And the BBC version? "It's tripe. Bland, no soul behind it. I'm all for charity work, but let's not pretend it's not benefiting the people involved. You end up with a pop royal family." This is said with some authority. Martyn Ware sang on "Do They Know It's Christmas?"

The song still hadn't been a single, but it had appeared on the B-side of "Walk on the Wild Side", and B-sides could be found on juke boxes. At the Pizza Express near the British Museum, it was played to death by a teenager, up in London for the day with her mum - Kirsty MacColl. "You could hear both songs while you were waiting for your pizza. It was fantastic." Two decades later, Kirsty MacColl was looking for a song to sing as a duet with Evan Dando of the Lemonheads, to round off her greatest hits (Galore, Virgin). She still loved "Perfect Day": "It's glorious and tragic at the same time." Without being asked, she adds: "Of course it's a bit weird that it's a drug song, especially for Evan." Their version is a faithful one. MacColl decided that their voices, and the fact that it was a duet, would make it different enough. "It doesn't need cannons going off to have drama." This is how singers show their love: with high fidelity She thinks the BBC version is a very clever idea. "But then I had it first, didn't I?"

"Perfect Day" waited 22 years for a chart placing, and then two came along at once. Just before the MacColl-Dando version reached No 75, Duran Duran took the song into the Top 30 after putting it on their covers album Thank You (Parlophone). Theirs is the only remake that strays far from the original - a futuristic nightmare, with the piano largely replaced by a breathy, creepy synthesiser. It's nothing like Lou Reed and not much like Duran Duran either, but it's brave - a heroic failure.

In 1996, at last, the original appeared on a compilation album: the Trainspotting soundtrack, which introduced it to another generation, renewed its street cred, and made Lou Reed some money. The album has sold 3.5 million copies, and Reed receives one-fourteenth of the royalties: at a guess, pounds 200,000.

This summer, for about half that amount, the BBC made their film. At the same time, another cover version was under construction. The song is on Rolf Harris's new covers album, just after Alanis Morissette's "One Hand in My Pocket". "Perfect Day" proves hard to mock. Harris sings it straight, or as close as he can get, and leaves you wondering what the point is. Still, he shares Reed's impeccable diction. And his album, on EMI, almost redeems itself with its title: Can You Tell What It Is Yet?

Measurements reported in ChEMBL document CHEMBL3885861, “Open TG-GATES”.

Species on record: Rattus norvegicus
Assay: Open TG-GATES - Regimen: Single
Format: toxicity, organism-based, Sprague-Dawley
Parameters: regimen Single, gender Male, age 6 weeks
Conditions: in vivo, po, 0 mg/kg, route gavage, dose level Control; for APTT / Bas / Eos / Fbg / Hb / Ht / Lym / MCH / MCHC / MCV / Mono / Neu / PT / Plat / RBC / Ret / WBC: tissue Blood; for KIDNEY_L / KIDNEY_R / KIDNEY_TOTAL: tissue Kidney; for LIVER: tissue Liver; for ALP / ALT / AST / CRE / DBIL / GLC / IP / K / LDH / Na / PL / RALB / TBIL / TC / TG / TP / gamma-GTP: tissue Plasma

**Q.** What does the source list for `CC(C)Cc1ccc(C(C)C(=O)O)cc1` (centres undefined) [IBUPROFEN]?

The more you watch the BBC film, the more you see and hear. There are little jokes: Bowie, the only singer to choose his line, went for "You made me forget myself", as if he hadn't already got through a hundred selves. The line "Someone good" went to Huey from Fun Lovin' Criminals, who delivers it with evil relish, Fagin in shades. One of the repeats of "Just what you sow" goes to Laurie Anderson, who is Lou Reed's girlfriend.

When you play the song as a record, you see where the interpretation is going. The singers are from all genres, but genre in pop is more to do with backing than with vocals. The backing here is like the original, but discreetly beefed up. Early on, harmonies by Boyzone are used as fills, building up to the chorus. The lyric is about a secular weekend, but it does involve redemption - "I thought I was someone else, someone good." Later, there is heavy stress on "You're going to reap just what you sow". It's a very biblical line for a modern song, and it is treated as gospel. This "Perfect Day" is an urban hymn. "Reap! Reap! Reap! go the Visual Ministry Choir. They are there as a nod to Songs of Praise, but they act as a metaphor for the whole project. Visual ministry: BBC TV to a T.

Sacrilege is not far behind. Tomorrow, a 12-inch dance version of "Perfect Day" leaps on to the bandwagon. It is credited to Indigo, a new and faceless band. "It's very faithful to the original," says a spokesman for Euphoric Records. As faithful as you can be while howling indiscriminately, adding superfluous lyrics, speeding up the rhythm to 130 bpm, and discarding nearly everything that is good about the song.

Like all the best ideas, the all-star version nearly didn't happen. The BBC considered many songs and their first choice was "Wonderwall" by Oasis. "It was the song of the moment, maybe the song of the decade," says Steve Kelynack, the film's executive producer. "But Oasis weren't having it."

Nice one, Noel.

'Perfect Day' by Various Artists (Chrysalis; all formats) is released on 17 Nov. Children in Need is on BBC1 on 21 Nov (donations: 0181 735 5057). The book 'Lives of the Great Songs', edited by Tim de Lisle and written by Richard Williams, Nicholas Barber, Giles Smith, Ben Thompson, Nick Hornby et al (Penguin, pounds 6.99), is available via the Penguin web site at www.penguin.co.uk. With thanks to the National Sound Archive, which reopens at the British Library, NW1 (0171 412 7433), on 24 Nov.